I was a bit skeptical when my mom gave me this book. I mean, sure, sure, it isn't a vanity press publication and the topic is certainly intriguing - a father and his teenage daughter take a couple trips to the Alaskan wilderness to be awed and inspired. My skepticism centered more on whether there would be any take-aways that were relevant to my own experience.
This isn't a tale of survival, to be clear. Campbell and his daughter have relatives and friends in Alaska, so this was never about surviving on their own. But it is a tale of the result of struggle - whether it is helping your cousin build a new cabin so far away from anything resembling a hamlet that you have to wait on the weather to have supplies flown in, or, using canoes instead of rafts on a wildly varying river that flows north to the Arctic Ocean. It's no surprise that it's cold in summer or the bugs are terrible or it can be hard to maintain a sense of humor on all days. Those parts were alternately interesting or fun to read. The best part of the story, though, is that it does an excellent job of explaining the grandeur of a place like the Alaskan wilderness, for those of us who may never have the opportunity to go on such arduous adventures but who are nevertheless intrigued by the unknown.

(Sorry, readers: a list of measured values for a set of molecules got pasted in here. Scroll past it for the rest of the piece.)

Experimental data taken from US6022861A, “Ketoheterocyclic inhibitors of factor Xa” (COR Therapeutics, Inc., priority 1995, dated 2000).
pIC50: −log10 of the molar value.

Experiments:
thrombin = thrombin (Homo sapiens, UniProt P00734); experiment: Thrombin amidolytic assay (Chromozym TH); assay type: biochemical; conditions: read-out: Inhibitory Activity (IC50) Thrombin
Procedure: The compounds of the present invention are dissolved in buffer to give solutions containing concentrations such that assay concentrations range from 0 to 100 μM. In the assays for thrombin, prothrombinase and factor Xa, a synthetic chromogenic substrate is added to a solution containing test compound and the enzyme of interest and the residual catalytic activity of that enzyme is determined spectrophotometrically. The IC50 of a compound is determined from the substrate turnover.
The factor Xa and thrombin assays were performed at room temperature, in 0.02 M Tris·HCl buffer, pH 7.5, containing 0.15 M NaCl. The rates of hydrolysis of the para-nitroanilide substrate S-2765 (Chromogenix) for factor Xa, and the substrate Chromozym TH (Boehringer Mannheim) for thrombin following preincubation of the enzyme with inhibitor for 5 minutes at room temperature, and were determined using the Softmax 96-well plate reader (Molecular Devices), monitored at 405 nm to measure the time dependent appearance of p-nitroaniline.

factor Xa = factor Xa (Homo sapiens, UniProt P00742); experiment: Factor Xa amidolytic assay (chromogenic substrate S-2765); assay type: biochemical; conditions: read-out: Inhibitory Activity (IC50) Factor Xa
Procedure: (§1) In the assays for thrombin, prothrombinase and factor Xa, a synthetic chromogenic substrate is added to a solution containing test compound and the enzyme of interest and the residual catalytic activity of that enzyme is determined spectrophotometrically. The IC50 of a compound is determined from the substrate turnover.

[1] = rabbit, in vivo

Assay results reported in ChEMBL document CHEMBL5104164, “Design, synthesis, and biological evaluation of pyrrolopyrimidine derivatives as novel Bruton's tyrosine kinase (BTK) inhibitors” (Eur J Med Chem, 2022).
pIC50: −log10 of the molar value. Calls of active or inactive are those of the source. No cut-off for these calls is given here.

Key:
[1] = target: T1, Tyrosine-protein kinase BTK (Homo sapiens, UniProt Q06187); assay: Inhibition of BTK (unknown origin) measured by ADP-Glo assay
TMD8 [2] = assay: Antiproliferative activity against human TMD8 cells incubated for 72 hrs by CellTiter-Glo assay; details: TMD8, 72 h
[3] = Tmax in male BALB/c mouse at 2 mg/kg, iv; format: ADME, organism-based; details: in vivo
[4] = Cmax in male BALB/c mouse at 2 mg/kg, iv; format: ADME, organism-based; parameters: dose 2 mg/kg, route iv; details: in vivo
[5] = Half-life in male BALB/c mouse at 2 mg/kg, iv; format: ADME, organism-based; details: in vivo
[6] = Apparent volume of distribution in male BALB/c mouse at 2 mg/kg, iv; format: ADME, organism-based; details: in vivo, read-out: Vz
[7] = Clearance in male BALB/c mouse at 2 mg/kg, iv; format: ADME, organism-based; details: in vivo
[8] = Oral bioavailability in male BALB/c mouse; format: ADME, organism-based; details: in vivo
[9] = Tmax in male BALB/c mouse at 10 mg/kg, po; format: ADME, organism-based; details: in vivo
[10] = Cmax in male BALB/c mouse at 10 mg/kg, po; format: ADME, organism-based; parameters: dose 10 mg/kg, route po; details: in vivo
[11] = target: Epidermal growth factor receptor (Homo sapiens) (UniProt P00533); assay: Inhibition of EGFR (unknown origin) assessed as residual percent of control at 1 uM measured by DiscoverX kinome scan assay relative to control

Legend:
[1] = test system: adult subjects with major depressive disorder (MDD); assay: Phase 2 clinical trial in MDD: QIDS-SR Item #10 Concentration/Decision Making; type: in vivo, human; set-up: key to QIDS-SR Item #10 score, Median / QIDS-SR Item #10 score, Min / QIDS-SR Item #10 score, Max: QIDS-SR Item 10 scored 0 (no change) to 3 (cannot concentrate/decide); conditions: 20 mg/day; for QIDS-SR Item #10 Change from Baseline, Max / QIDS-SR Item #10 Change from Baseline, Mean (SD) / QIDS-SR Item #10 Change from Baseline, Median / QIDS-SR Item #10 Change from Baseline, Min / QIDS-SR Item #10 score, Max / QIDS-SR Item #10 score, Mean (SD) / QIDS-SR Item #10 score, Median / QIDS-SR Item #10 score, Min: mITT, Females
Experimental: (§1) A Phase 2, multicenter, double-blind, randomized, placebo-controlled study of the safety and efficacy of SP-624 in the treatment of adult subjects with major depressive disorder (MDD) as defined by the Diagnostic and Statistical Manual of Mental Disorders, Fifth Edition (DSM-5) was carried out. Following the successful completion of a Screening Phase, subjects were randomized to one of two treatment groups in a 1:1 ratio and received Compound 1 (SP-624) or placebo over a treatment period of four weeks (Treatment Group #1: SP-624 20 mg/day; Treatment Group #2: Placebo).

The only thing I thought was odd was that in the acknowledgements at the end, he does not thank the daughter he took the trip with. Certainly, there are many times in the book when he extolls her virtues, but that's different from thanking your travel partner. It is distinctly odd to acknowledge your other daughters and wife, instead. (I read the acknowledgments twice, to be sure I hadn't missed anything!)